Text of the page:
CONSTRUCTION of the crucial third set of locks to expand the Panama Canal has resumed after new cash infusions and a restructured performance bond was agreed to in a way that diffused a dispute over US$1.6 billion in cost overruns.
"The plan is totally feasible. But I′m always very cautious because the relationship with this contractor has not been good," said Panama Canal Authority (ACP) administrator Jorge Quijano.
Speaking to reporters during a conference call, he said the deal reached will enable the Spanish-led consortium responsible for the construction work to quickly exceed previous production levels, reported the American Shipper.
The ACP hopes to make up ground lost during the bitter two-month standoff with contractor Grupo Unidos por el Canal (GUPC), which sought reimbursement for the cost overruns that it claimed wiped out cash reserves.
According to the contractor, the lack of adequate funding made it difficult to pay contractors and suppliers building the locks on the waterway′s Atlantic and Pacific entrances.
The international consortium since December has laid off workers and scaled back work to a quarter of the normal pace, until finally halting construction three weeks ago when the negotiations came to a standstill.
The latest round of delays will postpone the project′s completion until December 2015, despite vessel operators making preparations in advance for larger ships to transit the canal. Completion was originally scheduled for October 2014.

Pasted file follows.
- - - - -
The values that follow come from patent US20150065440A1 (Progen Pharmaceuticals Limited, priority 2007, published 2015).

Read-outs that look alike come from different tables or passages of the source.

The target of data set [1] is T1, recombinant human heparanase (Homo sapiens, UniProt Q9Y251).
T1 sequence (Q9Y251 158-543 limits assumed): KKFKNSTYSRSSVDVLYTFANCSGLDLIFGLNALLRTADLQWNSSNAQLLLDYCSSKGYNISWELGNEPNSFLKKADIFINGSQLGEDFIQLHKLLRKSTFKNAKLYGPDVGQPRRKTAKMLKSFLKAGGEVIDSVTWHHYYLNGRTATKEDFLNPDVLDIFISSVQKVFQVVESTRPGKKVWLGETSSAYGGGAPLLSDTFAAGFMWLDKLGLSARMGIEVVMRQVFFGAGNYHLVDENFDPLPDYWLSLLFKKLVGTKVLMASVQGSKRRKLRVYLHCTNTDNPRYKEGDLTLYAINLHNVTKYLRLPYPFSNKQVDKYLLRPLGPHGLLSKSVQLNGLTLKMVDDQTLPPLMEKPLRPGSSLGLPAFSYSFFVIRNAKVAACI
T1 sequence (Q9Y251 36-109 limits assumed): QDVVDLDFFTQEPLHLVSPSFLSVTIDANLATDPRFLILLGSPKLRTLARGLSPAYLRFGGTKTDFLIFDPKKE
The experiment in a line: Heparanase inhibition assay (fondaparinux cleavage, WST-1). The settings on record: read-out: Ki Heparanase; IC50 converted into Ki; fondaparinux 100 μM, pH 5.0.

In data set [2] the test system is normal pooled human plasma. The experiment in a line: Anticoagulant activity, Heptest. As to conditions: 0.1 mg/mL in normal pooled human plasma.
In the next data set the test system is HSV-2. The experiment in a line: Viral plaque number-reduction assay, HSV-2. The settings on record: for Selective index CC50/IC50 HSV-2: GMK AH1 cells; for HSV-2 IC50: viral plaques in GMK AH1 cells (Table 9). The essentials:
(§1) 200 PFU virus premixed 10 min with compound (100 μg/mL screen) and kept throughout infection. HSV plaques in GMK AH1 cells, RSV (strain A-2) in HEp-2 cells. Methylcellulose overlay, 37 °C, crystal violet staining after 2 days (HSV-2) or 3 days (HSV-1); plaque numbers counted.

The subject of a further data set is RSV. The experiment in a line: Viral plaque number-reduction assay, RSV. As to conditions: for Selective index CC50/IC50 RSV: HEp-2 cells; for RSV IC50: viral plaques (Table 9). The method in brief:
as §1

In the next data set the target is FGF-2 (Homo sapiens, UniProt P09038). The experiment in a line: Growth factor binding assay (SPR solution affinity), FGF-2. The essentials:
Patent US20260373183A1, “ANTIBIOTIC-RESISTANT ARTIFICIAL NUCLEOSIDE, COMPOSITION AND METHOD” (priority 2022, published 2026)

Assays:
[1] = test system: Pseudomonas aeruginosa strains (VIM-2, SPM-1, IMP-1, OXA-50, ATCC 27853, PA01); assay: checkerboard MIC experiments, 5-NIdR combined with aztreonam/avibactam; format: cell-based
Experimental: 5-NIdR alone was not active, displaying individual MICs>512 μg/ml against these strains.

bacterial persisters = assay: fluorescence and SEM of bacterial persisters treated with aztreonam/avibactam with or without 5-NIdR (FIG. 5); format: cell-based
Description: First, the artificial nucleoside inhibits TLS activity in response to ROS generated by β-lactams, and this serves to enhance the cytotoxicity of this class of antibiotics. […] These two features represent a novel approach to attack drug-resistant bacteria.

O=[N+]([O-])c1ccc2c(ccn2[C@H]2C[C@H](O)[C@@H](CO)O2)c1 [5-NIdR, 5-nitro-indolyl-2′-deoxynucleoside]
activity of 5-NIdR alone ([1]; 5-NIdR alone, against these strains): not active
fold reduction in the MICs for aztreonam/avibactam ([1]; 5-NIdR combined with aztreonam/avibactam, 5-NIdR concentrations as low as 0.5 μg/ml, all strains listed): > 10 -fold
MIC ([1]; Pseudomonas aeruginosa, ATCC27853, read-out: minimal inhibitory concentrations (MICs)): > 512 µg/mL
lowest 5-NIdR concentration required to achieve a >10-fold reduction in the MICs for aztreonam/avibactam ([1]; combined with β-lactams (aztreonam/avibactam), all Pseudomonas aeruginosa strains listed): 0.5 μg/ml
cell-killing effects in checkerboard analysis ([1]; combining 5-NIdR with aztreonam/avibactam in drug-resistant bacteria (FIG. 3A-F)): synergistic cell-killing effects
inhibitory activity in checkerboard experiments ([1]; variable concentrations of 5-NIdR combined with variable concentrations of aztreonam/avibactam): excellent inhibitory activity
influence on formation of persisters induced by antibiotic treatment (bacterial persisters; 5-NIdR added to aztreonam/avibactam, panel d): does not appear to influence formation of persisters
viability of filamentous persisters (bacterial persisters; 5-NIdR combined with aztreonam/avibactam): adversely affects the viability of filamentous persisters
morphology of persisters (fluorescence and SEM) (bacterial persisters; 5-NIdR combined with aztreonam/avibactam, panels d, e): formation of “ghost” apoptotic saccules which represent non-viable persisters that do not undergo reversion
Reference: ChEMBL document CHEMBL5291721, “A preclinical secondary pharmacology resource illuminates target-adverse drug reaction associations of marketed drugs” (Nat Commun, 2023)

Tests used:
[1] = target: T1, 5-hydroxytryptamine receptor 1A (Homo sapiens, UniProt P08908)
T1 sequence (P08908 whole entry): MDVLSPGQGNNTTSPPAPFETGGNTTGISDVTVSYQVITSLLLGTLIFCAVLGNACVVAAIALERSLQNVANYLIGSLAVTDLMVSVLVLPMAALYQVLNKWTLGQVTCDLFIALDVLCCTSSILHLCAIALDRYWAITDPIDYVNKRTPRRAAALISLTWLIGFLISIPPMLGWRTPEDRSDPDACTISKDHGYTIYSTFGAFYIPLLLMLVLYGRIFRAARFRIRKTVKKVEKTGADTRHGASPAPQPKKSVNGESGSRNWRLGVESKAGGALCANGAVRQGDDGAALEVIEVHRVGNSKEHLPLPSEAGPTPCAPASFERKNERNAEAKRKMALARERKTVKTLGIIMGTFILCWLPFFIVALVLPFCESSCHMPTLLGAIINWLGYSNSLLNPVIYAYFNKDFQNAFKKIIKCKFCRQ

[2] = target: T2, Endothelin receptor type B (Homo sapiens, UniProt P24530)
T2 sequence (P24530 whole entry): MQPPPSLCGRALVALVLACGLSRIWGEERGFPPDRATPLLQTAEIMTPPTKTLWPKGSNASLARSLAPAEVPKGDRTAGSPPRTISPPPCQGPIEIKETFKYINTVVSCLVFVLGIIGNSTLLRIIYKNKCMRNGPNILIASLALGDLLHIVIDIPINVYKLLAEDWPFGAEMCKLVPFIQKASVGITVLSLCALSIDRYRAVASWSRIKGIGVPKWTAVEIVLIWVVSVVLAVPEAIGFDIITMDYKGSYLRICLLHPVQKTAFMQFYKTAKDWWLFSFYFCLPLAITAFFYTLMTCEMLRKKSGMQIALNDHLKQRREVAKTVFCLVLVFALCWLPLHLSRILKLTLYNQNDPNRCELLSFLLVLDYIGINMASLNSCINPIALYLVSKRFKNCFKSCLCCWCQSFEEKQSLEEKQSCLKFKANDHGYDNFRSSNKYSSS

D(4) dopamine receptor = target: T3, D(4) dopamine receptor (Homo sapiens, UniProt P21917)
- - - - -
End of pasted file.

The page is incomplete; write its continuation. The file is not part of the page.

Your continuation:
Mr Quijano was quoted as saying, "I′m not concerned at all with how we are perceived by our customers because we have been very transparent.
"The comments that I′ve received have been very supportive. We are very conscious of how we impact others because we are part of the maritime transportation chain."
He reiterated that ACP did not give in to GUPC′s demands for more money, and that the agreement simply lays out the schedule for proceeding with the work and provides financing assistance while both sides try to resolve billing liability on a separate track.
The combined delays have added $300 million to the cost of the $5.2 billion project, he said. GUPC is already on the hook for $54 million in penalties for not completing the locks by the October 2014 due date.
Mr Quijano said ACP will have to put in its own claims through the dispute resolution process for the lost toll revenue caused by the delays.